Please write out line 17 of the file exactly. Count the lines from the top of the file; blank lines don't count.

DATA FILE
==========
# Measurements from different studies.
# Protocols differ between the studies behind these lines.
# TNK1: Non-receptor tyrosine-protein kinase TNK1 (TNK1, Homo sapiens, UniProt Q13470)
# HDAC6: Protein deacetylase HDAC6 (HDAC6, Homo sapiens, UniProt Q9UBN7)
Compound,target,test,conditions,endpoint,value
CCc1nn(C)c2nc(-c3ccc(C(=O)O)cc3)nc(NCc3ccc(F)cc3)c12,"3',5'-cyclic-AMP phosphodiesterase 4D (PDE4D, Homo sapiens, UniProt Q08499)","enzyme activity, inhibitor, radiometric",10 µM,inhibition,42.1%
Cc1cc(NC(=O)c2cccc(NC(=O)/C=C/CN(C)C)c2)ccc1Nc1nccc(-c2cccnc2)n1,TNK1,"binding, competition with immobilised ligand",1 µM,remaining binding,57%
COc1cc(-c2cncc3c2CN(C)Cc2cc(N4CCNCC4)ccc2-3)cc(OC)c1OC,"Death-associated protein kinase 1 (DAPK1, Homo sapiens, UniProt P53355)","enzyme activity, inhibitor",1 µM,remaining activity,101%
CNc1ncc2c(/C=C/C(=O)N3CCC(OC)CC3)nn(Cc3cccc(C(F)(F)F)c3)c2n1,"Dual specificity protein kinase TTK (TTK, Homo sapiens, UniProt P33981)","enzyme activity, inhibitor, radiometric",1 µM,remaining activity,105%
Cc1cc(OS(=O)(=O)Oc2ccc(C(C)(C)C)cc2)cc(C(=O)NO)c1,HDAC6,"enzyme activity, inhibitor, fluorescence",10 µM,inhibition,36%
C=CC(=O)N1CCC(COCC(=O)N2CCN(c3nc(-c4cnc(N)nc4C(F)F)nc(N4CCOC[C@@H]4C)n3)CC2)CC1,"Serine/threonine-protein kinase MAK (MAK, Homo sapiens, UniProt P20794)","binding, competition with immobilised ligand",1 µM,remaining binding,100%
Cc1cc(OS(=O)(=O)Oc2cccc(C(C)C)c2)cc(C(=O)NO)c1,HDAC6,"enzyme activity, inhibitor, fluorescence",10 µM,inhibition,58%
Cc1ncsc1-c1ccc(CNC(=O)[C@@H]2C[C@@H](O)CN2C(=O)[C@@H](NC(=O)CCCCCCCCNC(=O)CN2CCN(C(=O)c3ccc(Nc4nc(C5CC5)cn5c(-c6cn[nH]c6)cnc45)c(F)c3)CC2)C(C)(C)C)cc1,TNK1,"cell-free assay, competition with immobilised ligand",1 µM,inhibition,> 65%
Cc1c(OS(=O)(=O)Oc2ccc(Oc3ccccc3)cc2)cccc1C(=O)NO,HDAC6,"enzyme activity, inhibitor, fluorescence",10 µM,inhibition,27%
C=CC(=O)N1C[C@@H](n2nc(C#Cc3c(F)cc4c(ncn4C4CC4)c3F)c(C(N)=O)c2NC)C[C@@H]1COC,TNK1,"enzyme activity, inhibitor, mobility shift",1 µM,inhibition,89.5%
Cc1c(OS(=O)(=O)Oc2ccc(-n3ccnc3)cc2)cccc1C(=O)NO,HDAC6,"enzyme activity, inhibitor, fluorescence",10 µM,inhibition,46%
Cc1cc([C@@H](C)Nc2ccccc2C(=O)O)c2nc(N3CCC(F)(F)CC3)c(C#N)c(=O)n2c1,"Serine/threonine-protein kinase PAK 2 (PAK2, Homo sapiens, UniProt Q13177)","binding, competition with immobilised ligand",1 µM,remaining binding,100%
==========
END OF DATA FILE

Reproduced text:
Cc1cc([C@@H](C)Nc2ccccc2C(=O)O)c2nc(N3CCC(F)(F)CC3)c(C#N)c(=O)n2c1,"Serine/threonine-protein kinase PAK 2 (PAK2, Homo sapiens, UniProt Q13177)","binding, competition with immobilised ligand",1 µM,remaining binding,100%